Chop Suey, USA

Chop Suey, USA: The Story of Chinese Food in America

YONG CHEN
https://www.jstor.org/stable/10.7312/chen16892
  • Cite this Item
  • Book Info
    Chop Suey, USA
    Book Description:

    American diners began to flock to Chinese restaurants more than a century ago, making Chinese food the first mass-consumed cuisine in the United States. By 1980, it had become the country's most popular ethnic cuisine.Chop Suey, USAoffers the first comprehensive interpretation of the rise of Chinese food, revealing the forces that made it ubiquitous in the American gastronomic landscape and turned the country into an empire of consumption.

    Engineered by a politically disenfranchised, numerically small, and economically exploited group, Chinese food's tour de America is an epic story of global cultural encounter. It reflects not only changes in taste but also a growing appetite for a more leisurely lifestyle. Americans fell in love with Chinese food not because of its gastronomic excellence but because of its affordability and convenience, which is why they preferred the quick and simple dishes of China while shunning its haute cuisine. Epitomized by chop suey, American Chinese food was a forerunner of McDonald's, democratizing the once-exclusive dining-out experience for such groups as marginalized Anglos, African Americans, and Jews.

    The rise of Chinese food is also a classic American story of immigrant entrepreneurship and perseverance. Barred from many occupations, Chinese Americans successfully turned Chinese food from a despised cuisine into a dominant force in the restaurant market, creating a critical lifeline for their community. Chinese American restaurant workers developed the concept of the open kitchen and popularized the practice of home delivery. They streamlined certain Chinese dishes, such as chop suey and egg foo young, turning them into nationally recognized brand names.

    eISBN: 978-0-231-53816-9
    Subjects: Sociology, History, Business, Asian Studies

Table of Contents

  1. Front Matter
    (pp. i-vi)
  2. Table of Contents
    (pp. vii-viii)
  3. Preface: THE GENESIS OF THE BOOK
    (pp. ix-xii)
  4. Acknowledgments
    (pp. xiii-xx)
  5. Introduction: CHOP SUEY, THE BIG MAC OF THE PRE-MCDONALD’S ERA
    (pp. 1-7)

    The rise of Chinese food in America’s gastronomical landscape in the late nineteenth and early twentieth centuries is one of the greatest epic stories of cultural exchange in world history. The arrival of Chinese food on American shores injected a refreshing air of diversity to a country long dominated by Anglo culinary monotony that many have lamented since the nineteenth century.¹ By 1980, Chinese food had become the country’s most popular ethnic cuisine. The spread of Chinese restaurants facilitated a quiet but revolutionary change that enriched America’s palate. More important, it marked the country’s socioeconomic transformation, turning dining out into...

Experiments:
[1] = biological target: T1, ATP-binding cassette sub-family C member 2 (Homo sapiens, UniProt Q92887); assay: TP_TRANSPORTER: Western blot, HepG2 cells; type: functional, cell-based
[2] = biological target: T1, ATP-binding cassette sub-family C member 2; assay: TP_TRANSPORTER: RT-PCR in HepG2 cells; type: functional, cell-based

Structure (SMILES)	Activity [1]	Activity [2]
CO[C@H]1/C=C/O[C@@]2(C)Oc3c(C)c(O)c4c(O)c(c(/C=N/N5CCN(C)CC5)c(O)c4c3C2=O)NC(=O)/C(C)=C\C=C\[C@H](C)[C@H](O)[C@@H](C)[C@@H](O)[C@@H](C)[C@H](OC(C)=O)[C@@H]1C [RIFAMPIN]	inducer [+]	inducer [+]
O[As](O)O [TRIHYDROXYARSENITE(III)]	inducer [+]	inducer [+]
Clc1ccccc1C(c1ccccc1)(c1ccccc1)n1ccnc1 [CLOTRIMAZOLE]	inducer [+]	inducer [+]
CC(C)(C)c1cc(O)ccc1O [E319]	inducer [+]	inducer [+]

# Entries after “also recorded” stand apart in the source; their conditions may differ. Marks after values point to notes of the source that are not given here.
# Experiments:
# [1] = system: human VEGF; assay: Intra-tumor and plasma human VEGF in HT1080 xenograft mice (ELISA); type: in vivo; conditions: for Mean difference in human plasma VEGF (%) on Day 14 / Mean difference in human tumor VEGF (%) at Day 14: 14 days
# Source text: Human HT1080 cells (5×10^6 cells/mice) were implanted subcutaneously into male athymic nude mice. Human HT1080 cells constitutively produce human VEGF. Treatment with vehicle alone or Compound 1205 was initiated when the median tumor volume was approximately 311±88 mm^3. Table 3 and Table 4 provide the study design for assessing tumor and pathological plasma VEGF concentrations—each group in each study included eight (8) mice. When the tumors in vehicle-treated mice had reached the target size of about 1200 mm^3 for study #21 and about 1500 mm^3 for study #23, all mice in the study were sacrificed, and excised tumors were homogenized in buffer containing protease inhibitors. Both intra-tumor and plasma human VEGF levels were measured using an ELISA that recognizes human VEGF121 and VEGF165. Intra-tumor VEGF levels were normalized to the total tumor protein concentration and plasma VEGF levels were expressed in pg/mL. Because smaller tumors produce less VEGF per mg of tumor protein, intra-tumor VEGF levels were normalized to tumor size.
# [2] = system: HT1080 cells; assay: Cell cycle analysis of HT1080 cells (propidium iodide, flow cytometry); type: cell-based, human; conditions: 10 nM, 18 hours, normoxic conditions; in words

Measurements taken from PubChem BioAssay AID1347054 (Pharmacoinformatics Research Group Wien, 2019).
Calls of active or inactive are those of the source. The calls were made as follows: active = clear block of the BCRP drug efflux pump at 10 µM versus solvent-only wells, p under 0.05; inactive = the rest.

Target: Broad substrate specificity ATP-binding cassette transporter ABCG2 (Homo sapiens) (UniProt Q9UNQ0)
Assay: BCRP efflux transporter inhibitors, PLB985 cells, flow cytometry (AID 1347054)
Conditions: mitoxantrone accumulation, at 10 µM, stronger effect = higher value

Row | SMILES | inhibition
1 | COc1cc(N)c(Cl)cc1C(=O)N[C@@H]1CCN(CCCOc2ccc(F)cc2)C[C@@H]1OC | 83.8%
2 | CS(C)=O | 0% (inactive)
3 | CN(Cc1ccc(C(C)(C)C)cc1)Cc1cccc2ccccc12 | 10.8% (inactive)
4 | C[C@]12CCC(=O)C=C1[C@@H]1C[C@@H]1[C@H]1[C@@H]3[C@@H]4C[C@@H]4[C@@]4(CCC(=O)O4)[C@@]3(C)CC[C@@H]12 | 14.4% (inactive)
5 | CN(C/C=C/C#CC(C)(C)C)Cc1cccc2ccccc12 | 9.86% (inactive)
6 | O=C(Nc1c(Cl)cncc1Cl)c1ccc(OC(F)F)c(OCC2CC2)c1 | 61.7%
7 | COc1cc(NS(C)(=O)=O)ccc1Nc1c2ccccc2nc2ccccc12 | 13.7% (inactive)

6. 1 WHY IS CHINESE FOOD SO POPULAR?
    (pp. 8-20)

    This is the question that unavoidably arises from the ubiquity of Chinese food in the United States, but it is not a question that can be answered purely in gastronomical terms. Rather, the reasons for the migration of Chinese food from China to Chinatown to non-Chinese neighborhoods and eventually to the suburbs are found not in the merits of Chinese food as a cuisine but in the conditions of global labor and capital markets, changes in the American economy and consumption patterns, and demographic and occupational transformation of Chinese America.

    The pervasiveness of Chinese food in American public consumption has...

  7. 2 THE EMPIRE AND EMPIRE FOOD
    (pp. 21-43)

    “The Chinese are here by the order of Providence, the principles of the Declaration, and the provisions of treaty,” proclaimed the Reverend M. C. Briggs in 1876.¹ So was Chinese food—it was carried to the American shores and palate by the same forces that generated Chinese immigration and transformed the United States into an empire.

    The spread of Chinese food was inseparably connected to the geographic and socioeconomic expansion of the United States. This connection is best captured by the notion of “empire food,” which was created in the process of empire building for the pleasures of its citizens....

  8. 3 CHINESE COOKS AS STEWARDS OF EMPIRE
    (pp. 44-70)

    These lines are from the diary of Ah Quin on March 12, 1878, when he worked as a cook for a mining company on a small island in Alaska. For Ah Quin, thirty years old, nearly six feet tall and skinny, weighing no more than 130 pounds, this was a fairly typical day during his time in Alaska from 1877 to 1878. The hardworking man got up very early in the morning, and no matter how tired he was, he would always fi nd time to read the Bible and write a diary entry every day—a habit he kept...

  9. 4 THE CRADLE OF CHINESE FOOD